Events

Europe's Future and Turkey

October 17, 2006 // 10:00am11:30am

Professor Panos Kazakos outlined issues facing Turkey as it seeks to join the European Union, stressing that security cooperation was a cause for optimism in Turkey's EU bid. Kazakos explained the difficulty in making solid predictions about Turkey's chances of accession as the EU is a complex, decentralized organization and is made up of many actors with a wide range of interests. Nonetheless, he was confident that by focusing on a handful of key issues, probable outcomes could be deduced.

While the professor touched on the issue of identity as a hindrance to Turkey's EU bid, he turned to the recent referenda of the new EU constitution, in order to better understand the feelings of Europeans toward eastward expansion. The Constitutional Referenda showed widespread social and economic discontent in EU member states. Furthermore, the results highlighted a certain disconnect on EU issues between European political elites and European populations. European governments have responded to this lack of enthusiasm on the part of their constituents by instituting a "period of reflection," in which movement toward further EU expansion is put on hold.

Professor Kazakos made clear that the constitution was just one decision among many that Europeans will have to make in coming years. Choices such as a more liberal or social Europe, along with a choice between centralization and devolution of authority, will be affected by the long standing issue of consolidation or expansion.

In regards to Europe's options for expansion to the east, Professor Kazakos laid out four scenarios. He called the first possibility a "two-tier Europe" scenario. In this option, Europe will have expanded eastward to include Turkey. However, the Union will be split along economic and sociopolitical lines, with western Europe on one side, and the poorer, majority-Muslim east on the other. A second scenario is a "Marrakech to Vladivostok" Union. It is quite improbable that this vision of a transcontinental federation will come into being, even though it is a dream of "some scholars and British politicians." The third scenario is a scaled down, disintegrated Europe. Again, Professor Kazakos was confident that that this was also an unlikely outcome. The fourth scenario, "Historical Europe," is an eventuality in which the EU expands eastward, but does not include Turkey. Next to a "two tier Europe," a "Historical Europe" is the most likely model for future expansion.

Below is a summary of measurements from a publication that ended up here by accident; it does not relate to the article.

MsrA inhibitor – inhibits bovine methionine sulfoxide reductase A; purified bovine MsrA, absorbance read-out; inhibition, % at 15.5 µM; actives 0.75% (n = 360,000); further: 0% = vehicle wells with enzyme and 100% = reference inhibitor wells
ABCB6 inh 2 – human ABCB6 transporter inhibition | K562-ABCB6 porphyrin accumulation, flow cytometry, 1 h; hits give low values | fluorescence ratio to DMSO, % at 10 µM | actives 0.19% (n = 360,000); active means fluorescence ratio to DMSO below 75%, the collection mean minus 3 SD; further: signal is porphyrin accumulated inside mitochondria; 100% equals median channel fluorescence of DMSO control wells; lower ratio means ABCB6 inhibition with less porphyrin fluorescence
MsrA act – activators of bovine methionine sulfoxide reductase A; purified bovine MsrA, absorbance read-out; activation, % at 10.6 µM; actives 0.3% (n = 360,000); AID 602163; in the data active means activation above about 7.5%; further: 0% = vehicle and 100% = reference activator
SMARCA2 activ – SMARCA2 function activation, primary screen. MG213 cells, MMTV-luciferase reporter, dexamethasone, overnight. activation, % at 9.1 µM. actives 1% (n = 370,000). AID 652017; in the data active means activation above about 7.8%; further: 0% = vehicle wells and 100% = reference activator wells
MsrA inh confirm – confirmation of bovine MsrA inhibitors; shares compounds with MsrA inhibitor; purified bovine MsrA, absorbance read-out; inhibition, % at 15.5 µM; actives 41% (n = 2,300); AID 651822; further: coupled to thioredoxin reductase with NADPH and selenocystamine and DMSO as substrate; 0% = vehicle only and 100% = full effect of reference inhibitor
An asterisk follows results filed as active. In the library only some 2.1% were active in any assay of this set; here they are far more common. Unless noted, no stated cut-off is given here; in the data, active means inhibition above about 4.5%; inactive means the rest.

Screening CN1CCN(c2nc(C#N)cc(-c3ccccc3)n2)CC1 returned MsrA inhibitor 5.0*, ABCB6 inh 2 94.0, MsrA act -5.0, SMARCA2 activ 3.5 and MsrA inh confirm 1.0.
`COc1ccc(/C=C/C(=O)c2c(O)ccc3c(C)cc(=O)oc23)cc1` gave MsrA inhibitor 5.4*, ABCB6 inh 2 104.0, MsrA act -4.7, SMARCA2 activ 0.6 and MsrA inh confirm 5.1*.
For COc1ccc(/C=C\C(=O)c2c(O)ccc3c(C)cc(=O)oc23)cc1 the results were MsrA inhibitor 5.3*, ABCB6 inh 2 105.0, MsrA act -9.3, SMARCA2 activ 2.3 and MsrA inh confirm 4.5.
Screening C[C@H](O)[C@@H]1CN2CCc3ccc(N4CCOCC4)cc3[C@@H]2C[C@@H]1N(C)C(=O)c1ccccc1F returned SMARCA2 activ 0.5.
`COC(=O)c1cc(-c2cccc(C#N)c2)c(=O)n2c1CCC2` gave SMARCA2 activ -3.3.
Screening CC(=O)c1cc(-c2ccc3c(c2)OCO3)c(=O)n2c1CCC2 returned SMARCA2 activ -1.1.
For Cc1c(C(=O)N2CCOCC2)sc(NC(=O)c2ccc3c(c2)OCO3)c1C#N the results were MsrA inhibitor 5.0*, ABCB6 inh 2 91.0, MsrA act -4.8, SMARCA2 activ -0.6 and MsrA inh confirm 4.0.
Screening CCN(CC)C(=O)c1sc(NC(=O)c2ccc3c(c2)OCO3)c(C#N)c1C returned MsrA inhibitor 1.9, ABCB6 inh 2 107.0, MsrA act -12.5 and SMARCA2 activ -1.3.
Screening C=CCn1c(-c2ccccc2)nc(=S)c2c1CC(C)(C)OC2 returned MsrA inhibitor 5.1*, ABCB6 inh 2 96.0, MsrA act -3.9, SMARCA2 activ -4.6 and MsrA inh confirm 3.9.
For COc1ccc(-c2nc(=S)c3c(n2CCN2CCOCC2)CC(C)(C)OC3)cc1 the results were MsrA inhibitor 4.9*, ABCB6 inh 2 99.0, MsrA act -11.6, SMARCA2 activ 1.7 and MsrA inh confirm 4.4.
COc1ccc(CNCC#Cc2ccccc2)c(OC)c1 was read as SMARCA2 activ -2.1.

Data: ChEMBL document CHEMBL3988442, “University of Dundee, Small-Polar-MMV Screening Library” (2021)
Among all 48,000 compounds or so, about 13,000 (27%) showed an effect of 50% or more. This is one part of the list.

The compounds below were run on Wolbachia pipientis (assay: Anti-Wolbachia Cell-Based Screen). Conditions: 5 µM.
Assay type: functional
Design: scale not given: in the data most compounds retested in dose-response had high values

Profesor Kazakos briefly outlined some of the values and structures of the EU, focusing on the 2004 Constitutional Treaty which states that democracy, human rights, and rule of law are common to all member states. In addition, the principles of economic coordination and common foreign and security policy have always been a part of the EU. Thus, any prospective member state must adopt these principles before gaining entry to the EU.

Professor Kazakos then turned his focus to the problems facing Turkey, being careful to point out that he was not criticizing Turkey's EU bid, but merely pointing out concerns that had already been raised. First, Turkey has an unstable economy. The swings in the Turkish economy add to the already high level of unemployment and underemployment in the country, which fuels European fear of immigration. Next, the EU is post-national, yet Turkey still clings to its traditional conception of itself as a sovereign nation-state. Finally, the question of what role culture will play in Turkey's EU bid, as intense cooperation requires states who "speak the same cultural language." The EU Commission has assessed Turkey's performance in these areas, and has come to the conclusion that Turkey has made progress, but still has much further to go.

In conclusion, Professor Kazakos summed up the main forces behind current and future EU-Turkey relations. First and foremost, common threats and objectives motivate both sides of the relationships. Also, the United States is a significant influence, as it has generally supported Turkey's drive for EU accession, and will likely continue to do so. On the other hand, the lack of growth in Turkey's gross domestic product (GDP) per capita over the last twenty years may present problems for Turkey in the future. Finally, any resurgence in nationalism and religion in Turkey will strain relations with Europe.

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  • Christian F. Ostermann // Director, History and Public Policy Program; Global Europe; Cold War International History Project; North Korea Documentation Project; Nuclear Proliferation International History Project
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